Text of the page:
Why support migraine research?
Migraine is an exceedingly common disorder that causes substantial pain, disability and societal burden. Unfortunately, most of the biology that causes migraine is poorly understood. Many treatments are insufficient, inadequate, or associated with significant risks, such as overuse, abuse or addiction. Ongoing funding is needed to support migraine research and educational efforts are needed to further improve the quality of care of those with headache.
What do we know about migraine?
Recent studies show that migraine is associated with a change in communication (excitation) of cells in the brain compared to those individuals without migraine. However, why and how a migraine headache starts remains a mystery. We do know that once a migraine starts, there is activation of the pain fibers around the tissue (dura) that surrounds the outside of the brain. We also know that there is clear activation of the trigeminal nerve (shown in yellow), and is responsible for relaying pain information from the head and face, to the brainstem region. From the brainstem, pain information travels to the higher brains centers such as the thalamus then on up to the cortex.
Limitations with current therapies
Currently, there is no cure for migraine. Treatments are aimed at reducing headache frequency and stopping individual headaches when they occur. Some of these therapies used to stop the pain can be overused or abused, leading to further deterioration of their headache condition. Prophylactic treatments reduce headache frequency by approximately 1/2 in only about 40% of patients who take these medications. Many of these medications are associated with side effects, which limits their use. Because of these limitations regarding headache treatments, ongoing research is needed to further understand the biology and genetics behind the disease so treatments can be specifically targeted to treat each patient’s headache condition. Additional funding is also needed to further explore new therapeutic options that may work in patients who do not respond or cannot take currently available migraine medications.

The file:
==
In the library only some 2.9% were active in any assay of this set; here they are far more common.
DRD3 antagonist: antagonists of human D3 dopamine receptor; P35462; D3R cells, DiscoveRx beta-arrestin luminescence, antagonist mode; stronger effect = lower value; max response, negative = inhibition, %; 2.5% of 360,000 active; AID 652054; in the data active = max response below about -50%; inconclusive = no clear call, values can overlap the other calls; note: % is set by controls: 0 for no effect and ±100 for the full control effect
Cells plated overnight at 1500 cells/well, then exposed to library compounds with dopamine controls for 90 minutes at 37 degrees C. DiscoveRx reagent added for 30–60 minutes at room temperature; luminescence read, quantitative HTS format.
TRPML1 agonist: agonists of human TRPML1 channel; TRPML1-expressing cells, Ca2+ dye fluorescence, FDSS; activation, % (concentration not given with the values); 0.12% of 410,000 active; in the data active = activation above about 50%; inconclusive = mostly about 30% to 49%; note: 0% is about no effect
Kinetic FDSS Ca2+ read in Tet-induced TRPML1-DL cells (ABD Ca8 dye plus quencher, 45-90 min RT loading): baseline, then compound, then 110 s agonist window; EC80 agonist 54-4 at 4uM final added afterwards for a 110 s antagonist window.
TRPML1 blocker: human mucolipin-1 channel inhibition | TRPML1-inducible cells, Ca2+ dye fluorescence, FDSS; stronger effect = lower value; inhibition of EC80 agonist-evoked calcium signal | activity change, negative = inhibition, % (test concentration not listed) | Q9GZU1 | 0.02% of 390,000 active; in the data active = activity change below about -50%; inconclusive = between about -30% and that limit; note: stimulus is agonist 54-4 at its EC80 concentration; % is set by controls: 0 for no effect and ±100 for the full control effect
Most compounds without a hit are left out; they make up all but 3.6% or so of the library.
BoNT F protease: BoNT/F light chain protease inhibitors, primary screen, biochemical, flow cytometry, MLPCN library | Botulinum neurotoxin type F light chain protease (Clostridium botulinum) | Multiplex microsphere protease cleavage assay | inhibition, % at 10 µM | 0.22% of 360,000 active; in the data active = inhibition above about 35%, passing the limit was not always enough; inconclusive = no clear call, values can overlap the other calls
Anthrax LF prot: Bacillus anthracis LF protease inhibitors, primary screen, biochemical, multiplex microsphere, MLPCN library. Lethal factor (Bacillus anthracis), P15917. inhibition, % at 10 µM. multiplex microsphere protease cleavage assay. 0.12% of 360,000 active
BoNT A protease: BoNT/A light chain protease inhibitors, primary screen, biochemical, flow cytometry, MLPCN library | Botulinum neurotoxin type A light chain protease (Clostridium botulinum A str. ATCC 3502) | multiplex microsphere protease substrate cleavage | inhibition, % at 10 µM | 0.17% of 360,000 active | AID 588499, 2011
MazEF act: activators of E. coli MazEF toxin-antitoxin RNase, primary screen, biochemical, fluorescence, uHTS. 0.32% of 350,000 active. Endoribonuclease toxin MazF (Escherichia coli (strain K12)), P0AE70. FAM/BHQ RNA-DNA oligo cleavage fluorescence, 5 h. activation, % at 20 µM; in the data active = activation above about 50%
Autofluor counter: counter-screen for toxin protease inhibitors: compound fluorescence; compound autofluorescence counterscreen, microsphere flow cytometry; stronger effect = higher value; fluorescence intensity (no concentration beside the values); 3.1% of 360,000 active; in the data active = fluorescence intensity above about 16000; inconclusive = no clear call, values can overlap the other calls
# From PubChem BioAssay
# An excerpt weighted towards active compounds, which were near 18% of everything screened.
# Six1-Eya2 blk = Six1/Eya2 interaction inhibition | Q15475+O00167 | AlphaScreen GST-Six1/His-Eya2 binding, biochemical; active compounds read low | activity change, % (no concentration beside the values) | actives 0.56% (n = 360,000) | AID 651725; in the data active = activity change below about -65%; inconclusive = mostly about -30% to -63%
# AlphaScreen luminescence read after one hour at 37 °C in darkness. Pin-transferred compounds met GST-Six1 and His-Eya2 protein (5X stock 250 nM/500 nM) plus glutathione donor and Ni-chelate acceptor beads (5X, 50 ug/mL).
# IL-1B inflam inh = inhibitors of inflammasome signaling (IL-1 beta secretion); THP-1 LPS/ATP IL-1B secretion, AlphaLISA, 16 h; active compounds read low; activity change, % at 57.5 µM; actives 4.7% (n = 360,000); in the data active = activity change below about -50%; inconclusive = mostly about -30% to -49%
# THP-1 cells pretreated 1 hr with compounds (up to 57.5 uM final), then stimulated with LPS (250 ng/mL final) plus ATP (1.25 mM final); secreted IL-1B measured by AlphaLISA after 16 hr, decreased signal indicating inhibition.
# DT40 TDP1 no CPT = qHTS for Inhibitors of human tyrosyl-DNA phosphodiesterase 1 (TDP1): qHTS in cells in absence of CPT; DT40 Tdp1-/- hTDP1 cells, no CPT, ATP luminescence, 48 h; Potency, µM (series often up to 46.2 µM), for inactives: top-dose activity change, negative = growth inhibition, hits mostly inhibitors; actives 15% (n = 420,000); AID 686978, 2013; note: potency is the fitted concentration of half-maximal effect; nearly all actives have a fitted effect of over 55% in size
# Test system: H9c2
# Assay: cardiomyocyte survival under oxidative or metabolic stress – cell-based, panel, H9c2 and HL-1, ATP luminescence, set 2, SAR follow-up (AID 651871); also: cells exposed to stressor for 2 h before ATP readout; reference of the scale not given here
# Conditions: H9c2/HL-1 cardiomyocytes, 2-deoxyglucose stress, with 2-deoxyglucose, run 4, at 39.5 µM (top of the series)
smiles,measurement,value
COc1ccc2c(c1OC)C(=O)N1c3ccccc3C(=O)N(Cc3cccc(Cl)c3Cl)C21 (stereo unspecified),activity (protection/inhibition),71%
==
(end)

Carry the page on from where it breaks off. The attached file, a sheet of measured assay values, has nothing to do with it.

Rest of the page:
Current State of Funding in Migraine
Migraine research receives very little funding. This is true when considering the total amount of funding and funding adjusted for migraine prevalence, disability caused by migraine and the societal costs from migraine. The National Institutes of Health (NIH) is the major source of governmental research funding in the United States. The NIH allocates only 0.012% of its research budget to headache research.
In 2013 the NIH granted only $19 million for migraine research. Diabetes received $1,007 million in 2013. Asthma received $207 million in 2013.
The amount of funding that the NIH spent on migraine research in 2007 is equal to only $0.36 per person with migraine. Diabetes received $49.38 per person with diabetes. Asthma received $12.25 per person with asthma.